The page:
This week we’ve got some excellent healthy eating tips from Andy Weil, as well as David Edelberg’s thoughts about why we become overweight. Enjoy.

First off, David Edelberg MD, founder of WholeHealth Chicago, shares his thoughts about the connection between weight and inactivity.

Overweight? Blame Your Car

The endless and usually irritating “Which is better?” debate between city dwellers and suburbanites came to a grinding halt in 2003 when a study was published showing suburbanites were on average several pounds heavier than their urban counterparts. Suddenly, no matter what compelling arguments suburbanites came up with–better schools, lower crime rates, cleaner air—they were demolished by a withering, “Not worth getting fat” or “It’s okay for your kids, but love handles are quite a price for good schools.”

The difference in poundage, geographically speaking, was pretty much attributed to the suburban inactivity that comes from a near-total dependence on cars. Even suburbanites will admit that you need a car for just about every activity imaginable…except getting to your car.

Professor Sheldon H. Jacobson, PhD, of the University of Illinois recently published his findings on the relationship between driving and obesity in the journal Transport Policy. He views this relationship in terms of energy imbalances. Since we basically sit and do absolutely nothing except breathe when we’re driving, Dr Jacobson sees the annual number of miles driven as a new way to look at time spent being completely sedentary. This sedentary time, virtually equivalent to being asleep, can be added to our other big no-calorie-burner, watching TV (or sitting and staring at your phone, computer, or hand-held game).

The energy we once burned walking to the grocery, chopping wood, tilling fields, grinding corn, or churning butter, for example, is now being burned as energy by the gas in our cars. City dwellers may protest they walk to various shops and stores, but one look at Chicago traffic on a Saturday says otherwise.

Not only have we been rendered inactive by our cars, but every decade we’re eating more and more food every day. We’re piling our plates with fats, sugars, and refined carbohydrates, and then there we sit in front of our dashboards. For those who must drive, you sort of wonder if maybe a stick shift would be preferable to an automatic transmission, just to burn a calorie or two.

Read the full story at the WholeHealth Chicago Blog

Here are a few of Andrew Weil's Good Nutrition Tips:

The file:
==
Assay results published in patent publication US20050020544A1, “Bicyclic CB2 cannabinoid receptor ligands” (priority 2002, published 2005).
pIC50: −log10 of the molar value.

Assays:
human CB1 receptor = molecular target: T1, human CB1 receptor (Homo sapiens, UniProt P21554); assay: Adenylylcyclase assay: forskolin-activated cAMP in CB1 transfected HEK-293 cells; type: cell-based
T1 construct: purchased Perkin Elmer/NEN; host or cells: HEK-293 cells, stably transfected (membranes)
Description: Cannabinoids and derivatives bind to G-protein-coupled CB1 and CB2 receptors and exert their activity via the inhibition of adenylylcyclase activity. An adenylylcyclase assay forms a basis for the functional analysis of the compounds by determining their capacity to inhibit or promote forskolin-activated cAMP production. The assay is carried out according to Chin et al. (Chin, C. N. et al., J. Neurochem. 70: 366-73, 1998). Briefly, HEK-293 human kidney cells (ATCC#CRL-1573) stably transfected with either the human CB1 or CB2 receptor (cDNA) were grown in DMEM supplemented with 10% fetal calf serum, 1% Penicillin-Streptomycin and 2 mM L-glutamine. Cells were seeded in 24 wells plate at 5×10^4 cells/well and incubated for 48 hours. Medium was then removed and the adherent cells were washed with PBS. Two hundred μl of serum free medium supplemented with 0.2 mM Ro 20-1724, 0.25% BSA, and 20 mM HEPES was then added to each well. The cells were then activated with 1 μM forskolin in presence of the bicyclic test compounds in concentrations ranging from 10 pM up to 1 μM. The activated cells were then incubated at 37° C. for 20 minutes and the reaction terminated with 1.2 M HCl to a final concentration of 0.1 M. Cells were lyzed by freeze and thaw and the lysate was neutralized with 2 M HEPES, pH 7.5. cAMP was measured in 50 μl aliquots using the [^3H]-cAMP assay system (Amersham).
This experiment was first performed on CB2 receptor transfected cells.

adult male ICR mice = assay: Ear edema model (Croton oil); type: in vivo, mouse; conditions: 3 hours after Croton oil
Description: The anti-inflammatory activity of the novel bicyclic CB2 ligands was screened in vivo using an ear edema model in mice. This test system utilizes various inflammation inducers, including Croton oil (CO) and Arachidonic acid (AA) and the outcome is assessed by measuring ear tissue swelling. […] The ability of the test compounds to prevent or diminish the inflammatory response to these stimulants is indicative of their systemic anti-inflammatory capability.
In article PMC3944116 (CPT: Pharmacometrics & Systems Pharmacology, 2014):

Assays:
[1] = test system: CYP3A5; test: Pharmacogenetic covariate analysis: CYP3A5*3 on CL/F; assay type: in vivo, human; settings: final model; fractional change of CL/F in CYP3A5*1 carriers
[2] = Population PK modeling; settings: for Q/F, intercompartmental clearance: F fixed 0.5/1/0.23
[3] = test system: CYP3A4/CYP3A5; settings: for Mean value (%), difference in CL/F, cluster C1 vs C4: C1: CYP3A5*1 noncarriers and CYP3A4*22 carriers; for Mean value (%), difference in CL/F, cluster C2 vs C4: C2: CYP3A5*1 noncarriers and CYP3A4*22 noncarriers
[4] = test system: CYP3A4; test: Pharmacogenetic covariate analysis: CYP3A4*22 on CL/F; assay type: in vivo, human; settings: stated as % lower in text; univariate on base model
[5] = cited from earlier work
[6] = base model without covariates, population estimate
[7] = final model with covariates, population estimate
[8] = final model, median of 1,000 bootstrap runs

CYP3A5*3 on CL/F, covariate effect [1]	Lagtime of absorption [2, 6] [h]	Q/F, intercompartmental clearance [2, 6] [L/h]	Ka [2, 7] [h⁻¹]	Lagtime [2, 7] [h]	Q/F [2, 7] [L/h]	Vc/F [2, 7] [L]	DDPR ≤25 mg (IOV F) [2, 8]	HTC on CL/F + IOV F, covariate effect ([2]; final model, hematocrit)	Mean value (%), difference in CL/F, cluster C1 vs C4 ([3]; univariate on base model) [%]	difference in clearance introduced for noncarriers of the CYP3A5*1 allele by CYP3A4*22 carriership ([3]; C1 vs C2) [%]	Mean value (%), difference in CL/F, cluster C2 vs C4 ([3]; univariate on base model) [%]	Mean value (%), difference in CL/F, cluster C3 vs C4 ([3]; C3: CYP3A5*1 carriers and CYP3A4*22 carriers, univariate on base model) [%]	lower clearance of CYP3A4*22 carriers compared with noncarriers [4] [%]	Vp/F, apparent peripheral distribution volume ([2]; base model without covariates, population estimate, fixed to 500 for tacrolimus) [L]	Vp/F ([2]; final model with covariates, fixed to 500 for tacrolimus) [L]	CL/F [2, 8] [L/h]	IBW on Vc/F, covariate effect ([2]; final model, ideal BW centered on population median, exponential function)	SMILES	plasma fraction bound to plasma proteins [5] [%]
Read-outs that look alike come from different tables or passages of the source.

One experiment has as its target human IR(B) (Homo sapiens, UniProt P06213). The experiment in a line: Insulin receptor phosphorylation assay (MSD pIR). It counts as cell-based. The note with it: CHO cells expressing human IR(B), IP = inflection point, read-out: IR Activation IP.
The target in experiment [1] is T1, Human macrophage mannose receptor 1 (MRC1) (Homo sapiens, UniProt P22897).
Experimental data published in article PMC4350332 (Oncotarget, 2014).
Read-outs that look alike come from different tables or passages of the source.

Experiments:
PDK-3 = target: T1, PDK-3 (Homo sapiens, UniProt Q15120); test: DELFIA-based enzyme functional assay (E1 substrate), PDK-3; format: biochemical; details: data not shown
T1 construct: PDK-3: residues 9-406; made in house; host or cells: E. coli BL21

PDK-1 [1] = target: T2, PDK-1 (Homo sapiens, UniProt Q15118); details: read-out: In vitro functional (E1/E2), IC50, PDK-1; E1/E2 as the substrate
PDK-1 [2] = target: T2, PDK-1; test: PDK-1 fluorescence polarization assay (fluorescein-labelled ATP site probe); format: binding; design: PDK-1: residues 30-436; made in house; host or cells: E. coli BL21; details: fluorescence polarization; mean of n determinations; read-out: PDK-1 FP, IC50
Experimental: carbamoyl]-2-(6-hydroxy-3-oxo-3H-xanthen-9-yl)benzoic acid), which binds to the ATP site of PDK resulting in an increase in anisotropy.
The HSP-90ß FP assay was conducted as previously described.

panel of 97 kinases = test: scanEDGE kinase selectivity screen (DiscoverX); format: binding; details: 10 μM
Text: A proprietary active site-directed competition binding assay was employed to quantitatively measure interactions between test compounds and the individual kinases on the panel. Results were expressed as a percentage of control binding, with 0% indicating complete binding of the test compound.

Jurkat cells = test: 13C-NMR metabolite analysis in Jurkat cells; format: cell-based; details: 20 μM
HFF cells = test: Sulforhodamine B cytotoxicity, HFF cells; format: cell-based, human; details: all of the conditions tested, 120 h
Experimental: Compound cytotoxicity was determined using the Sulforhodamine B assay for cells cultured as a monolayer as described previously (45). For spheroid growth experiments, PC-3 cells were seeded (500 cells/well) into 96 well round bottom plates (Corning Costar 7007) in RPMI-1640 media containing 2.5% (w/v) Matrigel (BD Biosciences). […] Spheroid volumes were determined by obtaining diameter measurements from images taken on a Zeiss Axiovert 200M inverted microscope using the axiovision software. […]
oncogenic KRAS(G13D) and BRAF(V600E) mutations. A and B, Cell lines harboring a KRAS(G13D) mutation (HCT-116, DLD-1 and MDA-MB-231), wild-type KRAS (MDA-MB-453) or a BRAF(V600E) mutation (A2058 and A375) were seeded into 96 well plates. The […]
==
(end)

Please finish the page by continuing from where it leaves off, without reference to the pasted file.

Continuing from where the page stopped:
Avoiding Anxious Eating - When stressed out or anxious, some people turn to food as a way to comfort themselves. If you tend to turn to food as a way to cope with a stressful situation, consider the following nutritional tips:

  • Don't drink caffeine or alcohol (and don't smoke) when stressed. These can heighten or prolong your anxiety and its side effects.

  • Drink plenty of water - between six and eight glasses per day. This can help offset an empty stomach and promote a healthy digestive system.

  • Keep your blood sugar levels stable by eating several small, nutritious meals rather than three large ones.

  • Make sure your meals or snacks incorporate Omega-3 fatty acids. Include walnuts, salmon and freshly ground flaxseed into your diet.

  • Incorporate foods rich in magnesium, which help relax muscles, into your diet. Whole grains, legumes, vegetables, nuts and seeds are good sources.

Ways to Eat Better - Every year, many of us take the time to clean out the closets, clear out the garage, and give the house a good dusting. Why not apply that same vigor to "cleaning up" your diet? Try these simple suggestions to help optimize the way you eat:

  • Cut out saturated fats. Avoid margarine, vegetable shortening, and foods that contain palm kernel or coconut oil. Instead, use heart-healthy extra-virgin olive oil. Eat whole grains instead of refined grains. You will feel fuller, in part because of the higher fiber content whole grains provide.

  • Load up on fresh fruits and vegetables. Make a colorful salad - red and yellow peppers, dark leafy greens, ripe tomatoes - part of one meal every day. And add a fresh fruit salad as a delicious and healthful alternative to high-fat desserts.

  • Take in fewer calories. A simple way to do this is to substitute low-fat ingredients for high-fat ones. Plus - make it a point to skip the fast food.

More of Andy Weil's Good Nutrition Tips can be found at

And don't miss the Joy of Eating Well by Andrew Weil, MD & Carolyn Ross; a practical guide for transforming your relationship with food, and overcoming emotional eating.

Be Well,
The Health Journeys Staff